What is a life? What defines life? What characteristics does a thing need to possess in order to be classified as being 'living' or 'alive'? What differentiate a stone from a human, a humanoid robot from a bacteria?The meaning of life is deeply mixed with the philosophical and religious conceptions of existence, consciousness, and happiness, and touches on many other issues, such as symbolic meaning, ontology, value, purpose, ethics, good and evil, free will, conceptions of God, the existence of God, the soul, and the afterlife. Scientific contributions are more indirect; by describing the empirical facts about the universe,
science provides some context and sets parameters for conversations on
related topics. An alternative, human-centric, and not a
cosmic/religious approach is the question "What is the meaning of my life?" The value of the question pertaining to the purpose of life may be considered to be coincidal with the achievement of ultimate reality, if that is believed by one to exist.
- Does life automatically proof consciousness/sentience? Does a bacteria have as much as consciousness as a human being has? Does a humanoid robot has any less consciousness than a bird?
The meaning of life constitutes a philosophical question concerning the purpose and significance of human existence or biological life in general.
- What is death? Can a life be brought back from death? If a bacteria had been 'set to work' after years later, can it be said that the bacteria had been given or generated with a life? Or was it not dead to begin with?
Death is the termination of the biological functions that define a living organism.
It refers to both a particular event and to the condition that results
thereby. The true nature of the latter has for millennia been a central
concern of the world's religious traditions and of philosophical enquiry. Many religions maintain a belief in either some kind of afterlife or rebirth. The effect of physical death on any possible mind or soulscientific community, death is frequently associated with a belief in materialism and the complete ending of mind or consciousness.
Yet despite the common notion that this is a scientific viewpoint,
consciousness itself has yet to be fully understood in science and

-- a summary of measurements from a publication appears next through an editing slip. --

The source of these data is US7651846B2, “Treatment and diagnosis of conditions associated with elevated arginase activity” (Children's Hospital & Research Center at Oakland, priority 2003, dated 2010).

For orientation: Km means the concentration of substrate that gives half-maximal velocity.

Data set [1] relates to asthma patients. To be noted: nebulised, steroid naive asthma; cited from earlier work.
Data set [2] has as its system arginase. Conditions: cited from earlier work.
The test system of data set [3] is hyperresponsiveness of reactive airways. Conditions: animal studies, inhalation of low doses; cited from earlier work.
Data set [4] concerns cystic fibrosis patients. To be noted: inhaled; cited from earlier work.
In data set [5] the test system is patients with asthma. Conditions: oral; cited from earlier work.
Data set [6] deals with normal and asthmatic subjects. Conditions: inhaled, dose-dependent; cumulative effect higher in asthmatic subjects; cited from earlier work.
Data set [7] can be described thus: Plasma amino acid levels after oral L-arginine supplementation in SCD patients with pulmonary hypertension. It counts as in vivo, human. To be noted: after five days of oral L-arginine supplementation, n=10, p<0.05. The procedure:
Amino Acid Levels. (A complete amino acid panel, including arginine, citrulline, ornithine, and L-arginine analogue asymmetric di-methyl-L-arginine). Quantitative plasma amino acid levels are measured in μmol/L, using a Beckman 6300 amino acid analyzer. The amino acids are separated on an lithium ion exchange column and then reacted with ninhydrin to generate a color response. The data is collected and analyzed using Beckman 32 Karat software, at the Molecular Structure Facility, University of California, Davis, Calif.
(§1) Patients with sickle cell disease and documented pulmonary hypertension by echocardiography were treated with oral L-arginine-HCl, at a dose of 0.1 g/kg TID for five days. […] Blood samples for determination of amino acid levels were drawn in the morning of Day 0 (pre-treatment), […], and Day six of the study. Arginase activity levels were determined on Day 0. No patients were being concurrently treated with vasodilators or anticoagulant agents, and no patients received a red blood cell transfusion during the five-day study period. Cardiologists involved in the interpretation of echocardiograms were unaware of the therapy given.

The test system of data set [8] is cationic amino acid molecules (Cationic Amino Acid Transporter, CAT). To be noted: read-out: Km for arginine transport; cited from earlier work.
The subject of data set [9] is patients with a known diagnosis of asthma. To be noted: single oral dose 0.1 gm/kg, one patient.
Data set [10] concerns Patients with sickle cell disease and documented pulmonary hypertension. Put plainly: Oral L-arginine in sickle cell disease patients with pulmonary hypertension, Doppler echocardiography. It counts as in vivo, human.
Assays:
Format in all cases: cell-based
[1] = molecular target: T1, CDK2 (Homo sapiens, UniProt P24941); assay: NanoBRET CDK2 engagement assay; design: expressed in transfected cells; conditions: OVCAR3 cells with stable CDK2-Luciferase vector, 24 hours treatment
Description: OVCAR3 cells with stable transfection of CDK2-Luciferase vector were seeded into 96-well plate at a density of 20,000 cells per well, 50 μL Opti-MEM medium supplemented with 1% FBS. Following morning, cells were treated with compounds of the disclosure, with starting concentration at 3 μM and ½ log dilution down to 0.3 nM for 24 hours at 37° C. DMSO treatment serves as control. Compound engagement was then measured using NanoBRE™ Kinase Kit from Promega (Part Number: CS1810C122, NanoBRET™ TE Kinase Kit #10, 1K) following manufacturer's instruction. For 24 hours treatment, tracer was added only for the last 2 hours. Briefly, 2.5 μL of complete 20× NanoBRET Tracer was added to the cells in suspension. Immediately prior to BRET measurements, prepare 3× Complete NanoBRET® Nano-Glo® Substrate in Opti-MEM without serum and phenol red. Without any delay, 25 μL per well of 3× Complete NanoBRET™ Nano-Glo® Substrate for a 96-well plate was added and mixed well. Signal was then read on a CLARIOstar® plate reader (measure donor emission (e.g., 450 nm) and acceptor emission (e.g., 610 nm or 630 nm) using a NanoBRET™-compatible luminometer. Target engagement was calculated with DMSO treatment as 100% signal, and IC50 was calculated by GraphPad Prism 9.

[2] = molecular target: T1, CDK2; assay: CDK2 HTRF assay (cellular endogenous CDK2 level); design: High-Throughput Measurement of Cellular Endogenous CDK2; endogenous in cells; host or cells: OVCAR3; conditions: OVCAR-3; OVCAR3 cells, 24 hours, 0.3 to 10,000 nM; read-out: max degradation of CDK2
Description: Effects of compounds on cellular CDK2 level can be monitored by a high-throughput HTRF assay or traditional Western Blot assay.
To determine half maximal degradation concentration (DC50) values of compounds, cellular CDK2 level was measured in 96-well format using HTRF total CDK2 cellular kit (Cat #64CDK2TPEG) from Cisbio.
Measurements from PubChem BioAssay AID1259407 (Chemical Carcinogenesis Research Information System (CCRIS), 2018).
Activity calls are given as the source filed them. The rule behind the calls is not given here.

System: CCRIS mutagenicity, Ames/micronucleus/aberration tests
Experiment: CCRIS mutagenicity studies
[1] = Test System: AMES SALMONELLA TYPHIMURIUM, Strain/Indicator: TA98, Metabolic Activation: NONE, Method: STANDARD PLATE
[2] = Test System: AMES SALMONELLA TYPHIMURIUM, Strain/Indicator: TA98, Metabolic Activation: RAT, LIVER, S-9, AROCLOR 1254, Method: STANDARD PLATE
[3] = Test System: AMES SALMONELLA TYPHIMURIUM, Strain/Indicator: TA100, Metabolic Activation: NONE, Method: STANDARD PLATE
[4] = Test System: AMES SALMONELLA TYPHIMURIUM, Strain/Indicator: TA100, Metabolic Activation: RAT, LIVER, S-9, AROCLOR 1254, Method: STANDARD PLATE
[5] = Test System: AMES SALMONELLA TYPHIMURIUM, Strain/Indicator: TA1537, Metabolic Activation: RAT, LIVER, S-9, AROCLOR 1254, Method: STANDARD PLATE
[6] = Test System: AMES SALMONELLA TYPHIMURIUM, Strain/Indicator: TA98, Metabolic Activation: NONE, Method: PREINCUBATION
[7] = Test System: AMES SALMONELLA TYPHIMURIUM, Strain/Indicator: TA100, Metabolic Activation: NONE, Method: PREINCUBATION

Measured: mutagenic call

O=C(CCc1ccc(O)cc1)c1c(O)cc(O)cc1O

psychology, and any view about the existence or non-existence of consciousness after death therefore remains a speculative belief. remains for many an open question. Within the
- Is taking/ending a life intentionally morally wrong? Or is it only applicable for some particular form of life, and not others? Is taking the life of a goat any different from taking the life of a human being? Is taking the life of a virus any different from taking the life of a cow? (Please refrain from making any religious-oriented comment, for this point at least - let's discuss it from purely ethical perspective). Is hunting morally wrong?Kill, to cause the death of an organism, or the act of doing so.
- Is eating meat, fish, etc wrong as a life had to be slaughtered or killed down (unless, of course, one is feeding on a dead animal's remains)?
- Do plants/trees have consciousness? We do know they have life, what we do not know is if their consciousness is on the same level as animals'? Do they feel the equal amount of pain when they are cut off, or a part of them had been torn off? Is eating fruits and vegetables wrong?A tree is a perennial woody plant.
It is most often defined as a woody plant that has many secondary
branches supported clear of the ground on a single main stem or trunk with clear apical dominance. A minimum height specification at maturity is cited by some authors, varying from 3 m to 6 m; some authors set a minimum of 10 cm trunk diameter (30 cm girth). Woody plants that do not meet these definitions by having multiple stems and/or small size, are called shrubs.
Compared with most other plants, trees are long-lived, some reaching
several thousand years old and growing to up to 115 m (379 ft) high
- Do microbes have consciousness, too? Are we not murdering millions of microbes every time we breathe in?
- Is using insecticides wrong? When a mosquito sits on your arm, should you just 'shoo!' it away; will slapping and killing it be wrong? Is putting poisons used for killing rats, cockroaches, etc wrong as well? Should we walk one step and look below after every alternative seconds to see if any ant had been killed by being stepped on our foot?An insecticide is a pesticide used against insects. They include ovicides and larvicides used against the eggs and larvae of insects respectively. Insecticides are used in agriculture, medicine, industry and the household.
The use of insecticides is believed to be one of the major factors
behind the increase in agricultural productivity in the 20th century.
Nearly all insecticides have the potential to significantly alter
ecosystems; many are toxic to humans; and others are concentrated in
the food chain.
I repeat, let's discuss this purely from an ethical perspective. Let's leave God and religion out, as religious topic do not turn out to be very impressive, especially when they are mixed with controversial subjects as this.